Indian Journal of Medical Research

: 2011  |  Volume : 134  |  Issue : 3  |  Page : 403--404

Selfhood, identity and personality styles

Kiran Rao 
 Consultant in Mental Health & Human Development, Sampark, Bangalore; Former Professor & Head, Department of Clinical Psychology, National Institute of Mental Health & Neuro-Sciences, Bangalore 560 029, India

Correspondence Address:
Kiran Rao
Consultant in Mental Health & Human Development, Sampark, Bangalore; Former Professor & Head, Department of Clinical Psychology, National Institute of Mental Health & Neuro-Sciences, Bangalore 560 029

How to cite this article:
Rao K. Selfhood, identity and personality styles.Indian J Med Res 2011;134:403-404

How to cite this URL:
Rao K. Selfhood, identity and personality styles. Indian J Med Res [serial online] 2011 [cited 2020 Apr 10 ];134:403-404
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Full Text

G. Arciero & G. Bondolfi, editors (S. Wiley-Blackwell, UK) 2009. 278 pages. Price: US$ 125.00

ISBN 978-0-470-51719-2

Understanding the dynamics and evolution of human personality over time has long fascinated mankind, especially philosophers and psychologists. There is a general consensus on the elements that constitute personality, namely temperament and character. However, there is still uncertainty as to how, in the face of constant and dynamic interplay of temperament and character with environment, an individual is able to maintain his /her sense of self and identity. In this book, the authors attempt to provide an understanding of the relationship between the two polarities: multiplicity of one's experience (actions/feelings) and the sense that every experience belongs to oneself (selfhood/identity).

The title of the book reflects three interweaving themes: that of self, identity and development of personality driven by different emotional tendencies. The book is divided into two sections. The first part of the book develops the concept of self anchored in the phenomenological tradition of Heidegger, Husserl, and Merleau Ponty among others seen through the prism of first person and second person experiences. The development of experiential self is guided by early encounters of the child with his/her caregivers, initially through body-to-body relationship and later, with the development of language, the concept of 'I' and self begins to emerge.

The authors then develop a framework for development of the second theme of the book, that is, identity. Identity reflects continuity and permanence in one's life in relation to one's actions and affective engagements with others/ environment. The authors use the term 'οpseity' to refer to the subjective experience of the individual that is the cornerstone of selfhood, and the term 'αlterity' to refer to the interaction of the self with others that influences the shaping of inter-subjective processes. Using a narrative approach, the authors expand on a theory of personality construction driven by emotional tendencies / inclinations. Thus, in contrast to earlier theories of personality development that lay stress on cognitive aspects of experience, the present formulation emphasizes on the emotional tone of personal experience as critical in the ongoing construction of personality and later development of psychopathology.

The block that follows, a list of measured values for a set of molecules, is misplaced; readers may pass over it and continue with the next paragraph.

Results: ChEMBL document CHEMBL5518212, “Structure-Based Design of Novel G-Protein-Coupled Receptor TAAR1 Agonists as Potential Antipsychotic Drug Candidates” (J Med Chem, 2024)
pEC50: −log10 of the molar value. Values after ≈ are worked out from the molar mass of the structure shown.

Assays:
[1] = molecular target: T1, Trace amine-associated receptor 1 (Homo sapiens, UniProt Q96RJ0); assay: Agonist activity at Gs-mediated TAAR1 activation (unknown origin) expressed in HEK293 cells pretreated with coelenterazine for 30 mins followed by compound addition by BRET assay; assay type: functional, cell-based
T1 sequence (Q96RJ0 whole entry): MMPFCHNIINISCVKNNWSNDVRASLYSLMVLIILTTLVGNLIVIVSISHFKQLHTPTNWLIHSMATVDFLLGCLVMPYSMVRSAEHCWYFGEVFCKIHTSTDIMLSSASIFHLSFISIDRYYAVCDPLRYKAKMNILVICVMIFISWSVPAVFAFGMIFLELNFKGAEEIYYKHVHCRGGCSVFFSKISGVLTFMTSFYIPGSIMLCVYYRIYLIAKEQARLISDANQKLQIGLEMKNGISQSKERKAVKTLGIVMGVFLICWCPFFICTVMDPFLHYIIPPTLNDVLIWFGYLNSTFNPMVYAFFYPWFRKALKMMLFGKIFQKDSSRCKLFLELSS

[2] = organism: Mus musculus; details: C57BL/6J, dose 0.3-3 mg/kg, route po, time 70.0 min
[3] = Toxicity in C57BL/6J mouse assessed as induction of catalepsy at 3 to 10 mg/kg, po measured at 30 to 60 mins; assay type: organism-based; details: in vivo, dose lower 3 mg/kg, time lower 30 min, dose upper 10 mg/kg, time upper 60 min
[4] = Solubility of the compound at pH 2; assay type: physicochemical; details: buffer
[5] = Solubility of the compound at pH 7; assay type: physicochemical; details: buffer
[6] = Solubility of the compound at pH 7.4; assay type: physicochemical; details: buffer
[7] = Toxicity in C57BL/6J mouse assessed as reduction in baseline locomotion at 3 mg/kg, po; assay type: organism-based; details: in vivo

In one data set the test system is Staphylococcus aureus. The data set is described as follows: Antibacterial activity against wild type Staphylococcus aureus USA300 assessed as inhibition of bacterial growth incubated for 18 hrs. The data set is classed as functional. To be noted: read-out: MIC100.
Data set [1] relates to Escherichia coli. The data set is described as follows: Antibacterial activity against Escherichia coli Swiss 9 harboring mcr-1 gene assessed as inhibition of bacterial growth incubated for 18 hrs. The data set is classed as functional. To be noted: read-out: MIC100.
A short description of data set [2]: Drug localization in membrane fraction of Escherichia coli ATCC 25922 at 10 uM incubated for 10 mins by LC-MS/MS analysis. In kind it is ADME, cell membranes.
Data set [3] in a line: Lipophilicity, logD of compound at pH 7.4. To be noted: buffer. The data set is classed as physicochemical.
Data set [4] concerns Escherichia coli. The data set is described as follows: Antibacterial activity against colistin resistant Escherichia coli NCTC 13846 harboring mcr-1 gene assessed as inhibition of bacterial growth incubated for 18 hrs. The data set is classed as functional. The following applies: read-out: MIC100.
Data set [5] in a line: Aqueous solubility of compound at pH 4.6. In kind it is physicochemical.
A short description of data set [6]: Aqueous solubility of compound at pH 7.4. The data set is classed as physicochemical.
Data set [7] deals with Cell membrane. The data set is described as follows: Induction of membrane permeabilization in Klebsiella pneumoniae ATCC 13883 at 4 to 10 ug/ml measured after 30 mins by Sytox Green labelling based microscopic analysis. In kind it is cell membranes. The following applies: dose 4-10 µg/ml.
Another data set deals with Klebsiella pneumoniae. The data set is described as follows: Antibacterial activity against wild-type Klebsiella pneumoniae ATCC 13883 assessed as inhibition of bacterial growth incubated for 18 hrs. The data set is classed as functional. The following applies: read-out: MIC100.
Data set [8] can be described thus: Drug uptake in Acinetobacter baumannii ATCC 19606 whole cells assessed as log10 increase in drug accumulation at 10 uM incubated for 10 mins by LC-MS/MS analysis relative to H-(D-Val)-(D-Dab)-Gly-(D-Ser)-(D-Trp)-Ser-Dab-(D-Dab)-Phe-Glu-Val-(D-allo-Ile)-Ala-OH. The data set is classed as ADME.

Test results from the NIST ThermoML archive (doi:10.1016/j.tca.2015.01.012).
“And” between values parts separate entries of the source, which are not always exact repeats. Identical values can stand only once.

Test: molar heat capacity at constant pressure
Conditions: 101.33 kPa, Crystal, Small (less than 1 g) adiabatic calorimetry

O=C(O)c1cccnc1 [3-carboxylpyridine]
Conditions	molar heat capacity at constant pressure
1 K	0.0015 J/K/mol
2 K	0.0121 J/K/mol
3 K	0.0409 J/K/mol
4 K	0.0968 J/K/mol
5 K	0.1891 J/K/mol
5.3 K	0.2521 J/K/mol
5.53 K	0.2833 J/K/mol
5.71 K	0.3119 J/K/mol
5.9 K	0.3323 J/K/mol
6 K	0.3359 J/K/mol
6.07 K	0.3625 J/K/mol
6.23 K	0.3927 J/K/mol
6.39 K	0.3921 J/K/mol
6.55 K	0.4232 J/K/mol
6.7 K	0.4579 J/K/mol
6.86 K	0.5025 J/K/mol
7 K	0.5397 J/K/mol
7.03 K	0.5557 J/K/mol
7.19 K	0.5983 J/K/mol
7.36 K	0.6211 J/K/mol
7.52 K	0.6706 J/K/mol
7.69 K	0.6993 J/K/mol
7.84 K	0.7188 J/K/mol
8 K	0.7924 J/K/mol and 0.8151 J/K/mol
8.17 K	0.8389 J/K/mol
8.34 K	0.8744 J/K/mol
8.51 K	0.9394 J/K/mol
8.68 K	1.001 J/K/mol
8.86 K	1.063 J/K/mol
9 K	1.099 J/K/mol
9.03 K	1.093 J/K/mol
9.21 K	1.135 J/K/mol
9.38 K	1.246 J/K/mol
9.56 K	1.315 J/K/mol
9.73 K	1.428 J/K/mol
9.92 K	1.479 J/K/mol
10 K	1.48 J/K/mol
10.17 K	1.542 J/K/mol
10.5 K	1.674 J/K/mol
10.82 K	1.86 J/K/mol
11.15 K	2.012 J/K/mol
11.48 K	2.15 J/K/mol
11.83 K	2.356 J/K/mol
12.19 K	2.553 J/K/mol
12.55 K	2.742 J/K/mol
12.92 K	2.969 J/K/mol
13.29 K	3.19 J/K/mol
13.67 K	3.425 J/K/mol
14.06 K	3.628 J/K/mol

The second part of the book focuses on the development of personality, based on affectivity/emotional inclinations to psychopathology. The authors have chosen to discuss the link between personality and psychopathology in five different psychiatric conditions: eating disorder, obsessive compulsive disorder, hypochondriasis/hysteria, phobia and depression. Each of these chapters is structured using material from clinical vignettes and observations and analysis of characters from literature that are cemented together with findings in contemporary neuroscience. Thus, adopting a multi-disciplinary approach drawn from philosophy, developmental psychology and contemporary neuroscience, the authors embark on an ambitious endeavour to provide fresh insights into the understanding of 'personality types' and its link to various states of psychopathology. This multi-disciplinary approach is to be applauded, for far too often, we have had limited perspectives on psychopathology. However, it does make a tremendous demand on the reader. He/she must have an understanding of philosophical concepts and phenomenology, psychology and the 'new neuroscience'. Although the transition from case vignettes and personal narratives to neuroscience is not always smooth, the descriptions of various characters drawn from literature to illustrate a particular psychopathology are an interesting diversion.

Overall, the book makes for fascinating reading, but is certainly not meant to be read in one sitting. The authors have tried to integrate large amount of information drawn from various sources and this needs to be assimilated slowly. The language is often ponderous in style and one is left with the feeling that a more simple language style would have made the point more effectively. It is unclear as to whom the book is meant for, but it should certainly interest persons in both the behavioural and neurosciences. The authors do not seem to have had specific target readers in mind, but hope that the arguments they put forth serve to initiate a dialogue across various disciplines. Finally, no information is provided regarding the authors' professional background (one presumes they are psychiatrists) so while the book purports to unravel the mysteries of the self and identity, one is left wondering about the identity of the authors themselves.